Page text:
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The Birth of Venus

by Sarah Dunant

MembersReviewsPopularityAverage ratingConversations / Mentions
5,8791581,321 (3.67)1 / 198
From its first arresting sentence, Sarah Dunant's magnificent novel embroils the reader in the coming-of-age story of Alessandra Cecchi, a fourteen-year-old girl with a strong will and a passion for painting. The Birth of Venus is a tour de force, the first historical novel from one of Britain's most innovative writers of literary suspense. Alessandra Cecchi is not quite fifteen when her father, a prosperous cloth merchant, brings a young painter back from northern Europe to decorate the chapel walls in the family's Florentine palazzo. A child of the Renaissance, with a precocious mind and a talent for drawing, Alessandra is intoxicated by the painter's abilities. But their burgeoning relationship is interrupted when Alessandra's parents arrange her marriage to a wealthy, much older man. Meanwhile, Florence is changing, increasingly subject to the growing suppression imposed by the fundamentalist monk Savonarola, who is seizing religious and political control. Alessandra and her native city are caught between the Medici state, with its love of luxury, learning, and dazzling art, and the hellfire preaching and increasing violence of Savonarola's reactionary followers. Played out against this turbulent backdrop, Alessandra's married life is a misery, except for the surprising freedom it allows her to pursue her powerful attraction to the young painter and his art. It brings alive the history of Florence at its most dramatic period, telling a compulsively absorbing story of love, art, religion, and power through the passionate voice of Alessandra, a heroine with the same vibrancy of spirit as her beloved city.… (more)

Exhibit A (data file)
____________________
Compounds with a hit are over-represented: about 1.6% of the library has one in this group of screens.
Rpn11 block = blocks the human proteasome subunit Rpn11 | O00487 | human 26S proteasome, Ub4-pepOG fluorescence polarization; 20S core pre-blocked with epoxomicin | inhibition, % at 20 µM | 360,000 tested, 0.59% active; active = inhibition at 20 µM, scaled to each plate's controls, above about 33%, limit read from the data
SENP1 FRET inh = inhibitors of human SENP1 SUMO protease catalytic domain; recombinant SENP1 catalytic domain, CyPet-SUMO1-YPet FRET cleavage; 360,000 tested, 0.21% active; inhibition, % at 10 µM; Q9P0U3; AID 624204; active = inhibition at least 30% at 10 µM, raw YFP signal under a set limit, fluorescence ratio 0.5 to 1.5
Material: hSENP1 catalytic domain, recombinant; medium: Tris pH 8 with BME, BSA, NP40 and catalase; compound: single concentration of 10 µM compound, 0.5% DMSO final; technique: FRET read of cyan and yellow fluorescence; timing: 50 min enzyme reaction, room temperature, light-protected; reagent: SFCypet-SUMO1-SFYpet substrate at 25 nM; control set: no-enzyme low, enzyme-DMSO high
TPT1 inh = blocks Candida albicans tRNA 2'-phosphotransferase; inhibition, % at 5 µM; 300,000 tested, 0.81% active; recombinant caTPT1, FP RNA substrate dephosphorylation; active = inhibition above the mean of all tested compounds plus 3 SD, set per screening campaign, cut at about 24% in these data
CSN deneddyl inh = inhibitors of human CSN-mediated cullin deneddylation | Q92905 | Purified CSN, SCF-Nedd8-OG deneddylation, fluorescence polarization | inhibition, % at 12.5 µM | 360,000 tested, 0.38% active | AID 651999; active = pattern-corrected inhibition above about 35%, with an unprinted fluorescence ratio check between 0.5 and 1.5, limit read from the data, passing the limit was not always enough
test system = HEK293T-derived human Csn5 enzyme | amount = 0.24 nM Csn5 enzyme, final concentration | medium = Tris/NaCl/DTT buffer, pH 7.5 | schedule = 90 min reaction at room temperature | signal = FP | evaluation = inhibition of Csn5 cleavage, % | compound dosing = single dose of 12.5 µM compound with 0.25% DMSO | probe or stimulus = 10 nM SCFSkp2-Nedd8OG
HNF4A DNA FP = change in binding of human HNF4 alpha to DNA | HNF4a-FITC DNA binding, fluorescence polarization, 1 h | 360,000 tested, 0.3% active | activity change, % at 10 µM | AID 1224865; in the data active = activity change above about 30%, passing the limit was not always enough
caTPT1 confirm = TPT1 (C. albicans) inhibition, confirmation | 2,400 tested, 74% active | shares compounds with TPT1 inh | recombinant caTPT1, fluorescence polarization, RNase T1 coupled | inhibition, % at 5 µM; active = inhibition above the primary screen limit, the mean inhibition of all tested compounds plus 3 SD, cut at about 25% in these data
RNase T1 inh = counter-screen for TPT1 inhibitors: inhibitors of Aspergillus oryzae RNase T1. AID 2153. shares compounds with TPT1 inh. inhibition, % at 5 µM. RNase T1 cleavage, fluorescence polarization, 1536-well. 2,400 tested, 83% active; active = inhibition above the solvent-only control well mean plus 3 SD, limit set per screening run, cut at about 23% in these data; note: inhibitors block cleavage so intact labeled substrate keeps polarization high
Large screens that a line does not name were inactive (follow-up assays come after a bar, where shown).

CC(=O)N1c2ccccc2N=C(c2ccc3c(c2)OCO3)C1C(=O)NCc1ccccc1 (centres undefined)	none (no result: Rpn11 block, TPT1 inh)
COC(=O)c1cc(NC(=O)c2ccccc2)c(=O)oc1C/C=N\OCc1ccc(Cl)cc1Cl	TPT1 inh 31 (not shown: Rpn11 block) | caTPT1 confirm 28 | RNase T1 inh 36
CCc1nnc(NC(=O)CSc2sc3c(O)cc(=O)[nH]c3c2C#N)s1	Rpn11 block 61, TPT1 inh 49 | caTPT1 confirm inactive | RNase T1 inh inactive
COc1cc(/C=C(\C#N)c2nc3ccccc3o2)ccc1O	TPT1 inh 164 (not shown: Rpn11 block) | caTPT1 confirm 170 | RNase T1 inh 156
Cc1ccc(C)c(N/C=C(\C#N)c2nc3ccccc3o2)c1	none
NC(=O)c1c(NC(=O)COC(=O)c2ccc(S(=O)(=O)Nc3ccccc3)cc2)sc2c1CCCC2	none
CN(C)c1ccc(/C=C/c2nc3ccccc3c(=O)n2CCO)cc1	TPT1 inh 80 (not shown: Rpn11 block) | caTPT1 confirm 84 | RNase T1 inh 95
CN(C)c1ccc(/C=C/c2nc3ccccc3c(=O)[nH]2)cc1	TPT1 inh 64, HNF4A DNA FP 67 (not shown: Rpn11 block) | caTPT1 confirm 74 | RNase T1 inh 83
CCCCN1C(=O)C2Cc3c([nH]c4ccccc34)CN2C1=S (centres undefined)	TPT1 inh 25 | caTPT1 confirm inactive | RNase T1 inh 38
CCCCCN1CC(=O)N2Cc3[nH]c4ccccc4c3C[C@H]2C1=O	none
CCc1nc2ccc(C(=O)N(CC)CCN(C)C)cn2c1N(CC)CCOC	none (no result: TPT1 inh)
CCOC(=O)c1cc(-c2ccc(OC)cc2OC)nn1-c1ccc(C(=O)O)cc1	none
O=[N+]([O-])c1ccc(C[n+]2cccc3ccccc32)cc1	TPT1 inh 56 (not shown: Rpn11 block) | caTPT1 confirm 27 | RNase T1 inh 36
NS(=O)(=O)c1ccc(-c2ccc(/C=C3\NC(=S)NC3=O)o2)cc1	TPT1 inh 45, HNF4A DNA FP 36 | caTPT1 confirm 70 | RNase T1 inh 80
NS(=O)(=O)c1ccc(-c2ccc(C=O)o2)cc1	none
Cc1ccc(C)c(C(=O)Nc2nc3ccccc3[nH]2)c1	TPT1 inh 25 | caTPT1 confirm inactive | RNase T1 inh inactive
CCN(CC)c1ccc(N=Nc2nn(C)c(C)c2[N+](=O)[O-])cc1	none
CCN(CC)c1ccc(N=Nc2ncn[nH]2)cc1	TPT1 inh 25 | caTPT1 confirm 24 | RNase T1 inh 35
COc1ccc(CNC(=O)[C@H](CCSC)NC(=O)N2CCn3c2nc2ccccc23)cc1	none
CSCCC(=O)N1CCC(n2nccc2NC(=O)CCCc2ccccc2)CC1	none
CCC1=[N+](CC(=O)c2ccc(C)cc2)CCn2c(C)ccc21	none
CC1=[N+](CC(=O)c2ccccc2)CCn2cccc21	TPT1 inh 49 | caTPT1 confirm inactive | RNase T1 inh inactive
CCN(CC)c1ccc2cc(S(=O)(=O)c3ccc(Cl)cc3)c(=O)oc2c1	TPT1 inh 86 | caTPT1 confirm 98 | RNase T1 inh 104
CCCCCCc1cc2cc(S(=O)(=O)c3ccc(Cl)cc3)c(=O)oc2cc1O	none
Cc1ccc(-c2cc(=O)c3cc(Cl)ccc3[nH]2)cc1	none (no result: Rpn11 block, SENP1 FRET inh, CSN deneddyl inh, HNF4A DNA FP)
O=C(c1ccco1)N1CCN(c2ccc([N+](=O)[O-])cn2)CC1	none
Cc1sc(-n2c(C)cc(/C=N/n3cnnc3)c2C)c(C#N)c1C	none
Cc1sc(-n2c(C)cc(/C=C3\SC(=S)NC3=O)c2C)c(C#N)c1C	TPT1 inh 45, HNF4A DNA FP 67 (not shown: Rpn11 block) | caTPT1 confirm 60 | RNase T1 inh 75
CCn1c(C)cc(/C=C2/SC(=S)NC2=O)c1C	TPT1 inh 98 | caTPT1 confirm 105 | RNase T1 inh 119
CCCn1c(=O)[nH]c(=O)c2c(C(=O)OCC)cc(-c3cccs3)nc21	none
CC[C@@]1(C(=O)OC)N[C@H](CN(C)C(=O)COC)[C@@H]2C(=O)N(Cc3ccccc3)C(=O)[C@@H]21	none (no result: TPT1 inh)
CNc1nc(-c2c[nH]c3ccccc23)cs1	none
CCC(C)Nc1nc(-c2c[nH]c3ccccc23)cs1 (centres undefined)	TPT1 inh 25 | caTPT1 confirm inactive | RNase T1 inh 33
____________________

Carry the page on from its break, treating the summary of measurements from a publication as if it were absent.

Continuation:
Recently added byWalter_reads, private library, bookishbill, Tosta, MadaDursma, MrsLeach, Viamonte, marita_p, proofrawk
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    ddelmoni: Great historical fiction about Michaelangelo and the Italian Renissance.
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» See also 198 mentions

English (155)  Spanish (1)  French (1)  Portuguese (Portugal) (1)  All languages (158)
Showing 1-5 of 155 (next | show all)
(8.5)Alessandra Cecchi is not quite fifteen when her father, a prosperous cloth merchant, brings a young painter back from northern Europe to decorate the chapel walls in the family’s Florentine palazzo. A child of the Renaissance, with a precocious mind and a talent for drawing, Alessandra is intoxicated by the painter’s abilities.